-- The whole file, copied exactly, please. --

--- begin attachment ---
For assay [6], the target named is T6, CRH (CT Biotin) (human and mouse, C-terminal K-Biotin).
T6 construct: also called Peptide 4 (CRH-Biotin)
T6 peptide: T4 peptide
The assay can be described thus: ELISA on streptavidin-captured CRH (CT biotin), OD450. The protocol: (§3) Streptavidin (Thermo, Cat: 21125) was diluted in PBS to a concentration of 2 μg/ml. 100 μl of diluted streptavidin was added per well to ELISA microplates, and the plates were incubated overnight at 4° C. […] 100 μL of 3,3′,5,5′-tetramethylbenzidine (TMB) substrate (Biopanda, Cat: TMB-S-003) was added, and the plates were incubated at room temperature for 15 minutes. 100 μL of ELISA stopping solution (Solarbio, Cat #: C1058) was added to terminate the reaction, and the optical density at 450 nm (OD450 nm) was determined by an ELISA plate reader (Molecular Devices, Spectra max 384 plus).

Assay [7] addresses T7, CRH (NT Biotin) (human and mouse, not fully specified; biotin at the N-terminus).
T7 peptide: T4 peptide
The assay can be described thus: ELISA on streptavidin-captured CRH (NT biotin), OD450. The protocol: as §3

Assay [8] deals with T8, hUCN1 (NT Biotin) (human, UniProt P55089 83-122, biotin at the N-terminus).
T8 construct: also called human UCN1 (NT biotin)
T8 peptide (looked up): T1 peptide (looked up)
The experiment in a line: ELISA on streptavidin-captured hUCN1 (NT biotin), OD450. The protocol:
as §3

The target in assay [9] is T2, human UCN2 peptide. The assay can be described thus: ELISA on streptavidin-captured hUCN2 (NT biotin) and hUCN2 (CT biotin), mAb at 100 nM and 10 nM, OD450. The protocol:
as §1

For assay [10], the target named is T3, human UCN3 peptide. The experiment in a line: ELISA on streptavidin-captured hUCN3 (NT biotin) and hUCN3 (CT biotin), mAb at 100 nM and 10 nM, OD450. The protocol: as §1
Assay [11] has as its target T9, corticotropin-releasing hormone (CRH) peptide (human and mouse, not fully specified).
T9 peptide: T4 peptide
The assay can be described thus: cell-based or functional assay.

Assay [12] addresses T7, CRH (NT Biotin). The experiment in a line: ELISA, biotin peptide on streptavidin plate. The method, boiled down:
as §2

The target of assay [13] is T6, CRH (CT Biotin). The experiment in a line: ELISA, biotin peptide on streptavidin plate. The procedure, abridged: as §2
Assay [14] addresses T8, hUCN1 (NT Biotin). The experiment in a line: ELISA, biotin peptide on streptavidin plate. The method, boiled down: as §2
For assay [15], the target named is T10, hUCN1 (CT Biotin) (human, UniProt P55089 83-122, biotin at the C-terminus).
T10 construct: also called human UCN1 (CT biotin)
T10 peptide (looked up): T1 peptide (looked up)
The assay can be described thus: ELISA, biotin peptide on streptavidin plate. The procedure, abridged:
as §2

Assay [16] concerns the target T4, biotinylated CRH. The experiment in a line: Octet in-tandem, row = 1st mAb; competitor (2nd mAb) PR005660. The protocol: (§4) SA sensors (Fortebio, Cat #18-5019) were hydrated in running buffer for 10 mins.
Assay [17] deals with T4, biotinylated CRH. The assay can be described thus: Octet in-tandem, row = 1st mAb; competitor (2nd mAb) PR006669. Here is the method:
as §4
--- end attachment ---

For assay [6], the target named is T6, CRH (CT Biotin) (human and mouse, C-terminal K-Biotin).
T6 construct: also called Peptide 4 (CRH-Biotin)
T6 peptide: T4 peptide
The assay can be described thus: ELISA on streptavidin-captured CRH (CT biotin), OD450. The protocol: (§3) Streptavidin (Thermo, Cat: 21125) was diluted in PBS to a concentration of 2 μg/ml. 100 μl of diluted streptavidin was added per well to ELISA microplates, and the plates were incubated overnight at 4° C. […] 100 μL of 3,3′,5,5′-tetramethylbenzidine (TMB) substrate (Biopanda, Cat: TMB-S-003) was added, and the plates were incubated at room temperature for 15 minutes. 100 μL of ELISA stopping solution (Solarbio, Cat #: C1058) was added to terminate the reaction, and the optical density at 450 nm (OD450 nm) was determined by an ELISA plate reader (Molecular Devices, Spectra max 384 plus).

Assay [7] addresses T7, CRH (NT Biotin) (human and mouse, not fully specified; biotin at the N-terminus).
T7 peptide: T4 peptide
The assay can be described thus: ELISA on streptavidin-captured CRH (NT biotin), OD450. The protocol: as §3

Assay [8] deals with T8, hUCN1 (NT Biotin) (human, UniProt P55089 83-122, biotin at the N-terminus).
T8 construct: also called human UCN1 (NT biotin)
T8 peptide (looked up): T1 peptide (looked up)
The experiment in a line: ELISA on streptavidin-captured hUCN1 (NT biotin), OD450. The protocol:
as §3

The target in assay [9] is T2, human UCN2 peptide. The assay can be described thus: ELISA on streptavidin-captured hUCN2 (NT biotin) and hUCN2 (CT biotin), mAb at 100 nM and 10 nM, OD450. The protocol:
as §1

For assay [10], the target named is T3, human UCN3 peptide. The experiment in a line: ELISA on streptavidin-captured hUCN3 (NT biotin) and hUCN3 (CT biotin), mAb at 100 nM and 10 nM, OD450. The protocol: as §1
Assay [11] has as its target T9, corticotropin-releasing hormone (CRH) peptide (human and mouse, not fully specified).
T9 peptide: T4 peptide
The assay can be described thus: cell-based or functional assay.

Assay [12] addresses T7, CRH (NT Biotin). The experiment in a line: ELISA, biotin peptide on streptavidin plate. The method, boiled down:
as §2

The target of assay [13] is T6, CRH (CT Biotin). The experiment in a line: ELISA, biotin peptide on streptavidin plate. The procedure, abridged: as §2
Assay [14] addresses T8, hUCN1 (NT Biotin). The experiment in a line: ELISA, biotin peptide on streptavidin plate. The method, boiled down: as §2
For assay [15], the target named is T10, hUCN1 (CT Biotin) (human, UniProt P55089 83-122, biotin at the C-terminus).
T10 construct: also called human UCN1 (CT biotin)
T10 peptide (looked up): T1 peptide (looked up)
The assay can be described thus: ELISA, biotin peptide on streptavidin plate. The procedure, abridged:
as §2

Assay [16] concerns the target T4, biotinylated CRH. The experiment in a line: Octet in-tandem, row = 1st mAb; competitor (2nd mAb) PR005660. The protocol: (§4) SA sensors (Fortebio, Cat #18-5019) were hydrated in running buffer for 10 mins.
Assay [17] deals with T4, biotinylated CRH. The assay can be described thus: Octet in-tandem, row = 1st mAb; competitor (2nd mAb) PR006669. Here is the method:
as §4